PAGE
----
May 20, 2022 | Carolin Mueller-Bretl

Embracing the unknown

The following is one of six case studies on Feminist Leadership from the FAIR SHARE team in our latest publication Leading for Change. Explore the rest as well as 10 case studies from Committed Organisations.

I have been working in the social impact sector for almost 20 years now for organisations of different sizes, in different team formats and settings, with different types of leaders and with a growing range of responsibilities. Looking back, I would say that I didn’t really reflect on the existing leadership cultures, question them or actively want to change them when something didn’t agree with me. Within my own leadership responsibilities, I have mostly acted according to my instincts and have done quite well with it.

In my two years at FAIR SHARE, I have now been part of a process of actively and intensely looking at (feminist) leadership and organisational culture and trying out different approaches to find my own feminist way. This is, of course, a constant learning process that can be very challenging and interfere with the daily workload which simply must be done. At the same time, we are beginning to internalise Feminist Leadership, operating according to these values without having to stop and decide to do so.

In addition to the fact that the Feminist Leadership process is very personal and intimate, where you are more involved with yourself than you might be used to in your professional life, it is also a learning process within a team and is linked to your team members, who no doubt have different personalities than your own. Besides the justified and needed enthusiasm for Feminist Leadership and the wonderful opportunities it offers for our own work and our organisation, I realised how crucial it is to acknowledge that everyone learns at different paces. My experience shows me that our own feminist expectations must be constantly reflected upon and adapted to all those involved in the process, so that common ground is created.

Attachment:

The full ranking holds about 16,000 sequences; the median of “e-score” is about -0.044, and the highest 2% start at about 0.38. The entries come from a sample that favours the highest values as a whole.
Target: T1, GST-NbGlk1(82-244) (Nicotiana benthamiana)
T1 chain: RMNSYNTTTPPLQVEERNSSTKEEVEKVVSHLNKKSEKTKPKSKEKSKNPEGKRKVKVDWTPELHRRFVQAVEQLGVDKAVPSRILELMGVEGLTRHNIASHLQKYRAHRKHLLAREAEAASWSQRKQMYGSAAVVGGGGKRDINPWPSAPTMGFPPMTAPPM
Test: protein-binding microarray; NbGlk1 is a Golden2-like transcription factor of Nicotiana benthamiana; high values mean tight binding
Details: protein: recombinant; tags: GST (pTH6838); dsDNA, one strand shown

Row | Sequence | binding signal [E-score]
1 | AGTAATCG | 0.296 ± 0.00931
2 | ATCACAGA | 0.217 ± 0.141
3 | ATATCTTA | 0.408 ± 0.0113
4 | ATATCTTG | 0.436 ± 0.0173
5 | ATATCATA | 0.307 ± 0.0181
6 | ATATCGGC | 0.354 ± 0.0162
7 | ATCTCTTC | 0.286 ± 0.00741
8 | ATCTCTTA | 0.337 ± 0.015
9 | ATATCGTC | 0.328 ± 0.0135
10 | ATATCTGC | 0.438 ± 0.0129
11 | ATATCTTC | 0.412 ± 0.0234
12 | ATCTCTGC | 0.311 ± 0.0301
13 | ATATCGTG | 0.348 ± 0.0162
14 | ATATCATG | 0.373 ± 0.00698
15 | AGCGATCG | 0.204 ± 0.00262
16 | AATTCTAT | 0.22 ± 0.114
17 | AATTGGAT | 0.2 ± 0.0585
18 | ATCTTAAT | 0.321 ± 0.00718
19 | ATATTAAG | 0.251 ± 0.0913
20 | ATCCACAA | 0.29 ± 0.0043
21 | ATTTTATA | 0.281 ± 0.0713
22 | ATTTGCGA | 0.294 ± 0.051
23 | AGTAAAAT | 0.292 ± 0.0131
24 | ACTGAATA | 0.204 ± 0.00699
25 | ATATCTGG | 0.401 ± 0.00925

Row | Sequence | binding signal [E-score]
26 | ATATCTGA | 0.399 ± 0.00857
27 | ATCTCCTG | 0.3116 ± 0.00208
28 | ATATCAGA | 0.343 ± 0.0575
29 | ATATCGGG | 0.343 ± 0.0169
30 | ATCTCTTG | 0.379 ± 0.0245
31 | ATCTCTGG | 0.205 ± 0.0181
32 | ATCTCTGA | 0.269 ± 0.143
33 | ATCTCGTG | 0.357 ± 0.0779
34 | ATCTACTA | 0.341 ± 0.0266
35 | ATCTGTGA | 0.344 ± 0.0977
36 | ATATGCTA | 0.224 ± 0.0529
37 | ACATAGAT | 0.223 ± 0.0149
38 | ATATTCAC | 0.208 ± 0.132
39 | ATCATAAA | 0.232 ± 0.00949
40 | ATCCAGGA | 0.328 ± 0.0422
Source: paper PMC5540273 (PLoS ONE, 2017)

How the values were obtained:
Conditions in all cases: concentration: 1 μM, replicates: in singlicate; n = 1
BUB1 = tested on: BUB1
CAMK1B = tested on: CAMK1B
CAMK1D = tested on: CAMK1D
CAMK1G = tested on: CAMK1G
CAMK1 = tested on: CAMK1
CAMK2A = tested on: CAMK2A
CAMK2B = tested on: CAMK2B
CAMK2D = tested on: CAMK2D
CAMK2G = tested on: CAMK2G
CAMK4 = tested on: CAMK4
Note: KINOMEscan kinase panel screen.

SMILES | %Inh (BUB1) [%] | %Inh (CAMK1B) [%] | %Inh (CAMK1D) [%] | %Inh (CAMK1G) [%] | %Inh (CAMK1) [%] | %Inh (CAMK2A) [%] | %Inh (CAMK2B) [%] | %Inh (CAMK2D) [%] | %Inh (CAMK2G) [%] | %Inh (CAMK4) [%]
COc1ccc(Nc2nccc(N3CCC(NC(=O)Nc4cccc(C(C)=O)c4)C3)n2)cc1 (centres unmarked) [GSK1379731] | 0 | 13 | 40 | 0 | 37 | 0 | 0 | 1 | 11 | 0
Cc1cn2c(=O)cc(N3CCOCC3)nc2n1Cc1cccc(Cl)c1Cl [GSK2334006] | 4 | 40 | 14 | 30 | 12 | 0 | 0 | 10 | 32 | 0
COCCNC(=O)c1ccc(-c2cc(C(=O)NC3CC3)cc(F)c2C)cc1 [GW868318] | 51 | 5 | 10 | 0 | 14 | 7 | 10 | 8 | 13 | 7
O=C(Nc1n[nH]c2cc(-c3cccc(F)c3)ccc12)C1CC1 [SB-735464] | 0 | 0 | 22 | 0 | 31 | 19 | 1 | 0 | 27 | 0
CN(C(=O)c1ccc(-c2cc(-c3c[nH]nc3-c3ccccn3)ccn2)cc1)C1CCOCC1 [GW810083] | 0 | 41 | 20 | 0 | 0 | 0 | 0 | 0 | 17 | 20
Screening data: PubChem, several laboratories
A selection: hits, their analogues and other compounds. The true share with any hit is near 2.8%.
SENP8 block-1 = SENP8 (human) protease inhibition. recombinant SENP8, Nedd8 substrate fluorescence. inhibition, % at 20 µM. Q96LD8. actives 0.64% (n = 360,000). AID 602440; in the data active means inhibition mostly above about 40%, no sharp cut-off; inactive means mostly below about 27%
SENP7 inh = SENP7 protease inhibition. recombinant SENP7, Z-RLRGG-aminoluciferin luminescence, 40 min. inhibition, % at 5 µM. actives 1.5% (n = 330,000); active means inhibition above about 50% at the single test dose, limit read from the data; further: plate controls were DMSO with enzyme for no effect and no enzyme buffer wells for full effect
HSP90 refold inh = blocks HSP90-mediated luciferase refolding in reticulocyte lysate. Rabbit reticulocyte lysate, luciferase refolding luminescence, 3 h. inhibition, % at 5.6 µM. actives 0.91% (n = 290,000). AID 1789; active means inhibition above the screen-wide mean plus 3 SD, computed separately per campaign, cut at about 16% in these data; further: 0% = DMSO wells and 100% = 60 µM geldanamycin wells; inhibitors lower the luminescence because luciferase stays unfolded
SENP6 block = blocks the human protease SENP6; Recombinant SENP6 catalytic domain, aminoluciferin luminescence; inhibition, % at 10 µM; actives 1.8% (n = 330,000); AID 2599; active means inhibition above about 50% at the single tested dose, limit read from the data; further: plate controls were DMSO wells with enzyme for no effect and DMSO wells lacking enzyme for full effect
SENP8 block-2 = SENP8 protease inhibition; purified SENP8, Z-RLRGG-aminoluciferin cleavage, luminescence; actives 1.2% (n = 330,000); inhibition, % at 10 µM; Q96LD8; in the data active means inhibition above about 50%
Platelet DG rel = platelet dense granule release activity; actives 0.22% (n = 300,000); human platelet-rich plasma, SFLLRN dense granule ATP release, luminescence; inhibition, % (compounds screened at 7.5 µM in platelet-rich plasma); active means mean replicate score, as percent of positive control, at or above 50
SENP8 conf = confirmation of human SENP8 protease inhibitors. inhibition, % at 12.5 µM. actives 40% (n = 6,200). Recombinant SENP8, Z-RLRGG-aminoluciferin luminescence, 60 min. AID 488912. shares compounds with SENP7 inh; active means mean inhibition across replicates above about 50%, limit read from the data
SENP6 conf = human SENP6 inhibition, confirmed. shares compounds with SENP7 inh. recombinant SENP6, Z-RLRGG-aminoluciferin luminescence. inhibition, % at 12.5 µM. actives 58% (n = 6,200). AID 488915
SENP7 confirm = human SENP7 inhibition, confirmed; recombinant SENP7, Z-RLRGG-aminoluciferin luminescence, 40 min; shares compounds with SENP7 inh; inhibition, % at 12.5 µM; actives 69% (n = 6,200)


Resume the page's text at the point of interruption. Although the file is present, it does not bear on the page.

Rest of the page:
One of our next “feminist leadership challenges” at FAIR SHARE is our CEO’s upcoming sabbatical, which will realign the existing team structure, redistribute responsibilities and will certainly have an enormous impact on individual learning processes. I am really looking forward to being part of this challenge, to actively shape and implement a new structure and to take on a new level of responsibility in the organisation. This is an important opportunity for us all at FAIR SHARE to once again explore and embrace the unknown, knowing that at least we’re in it together.

What does Leading for Change look like?

Explore more experiences, insights and learnings from our team and 10 leading social impact organisations.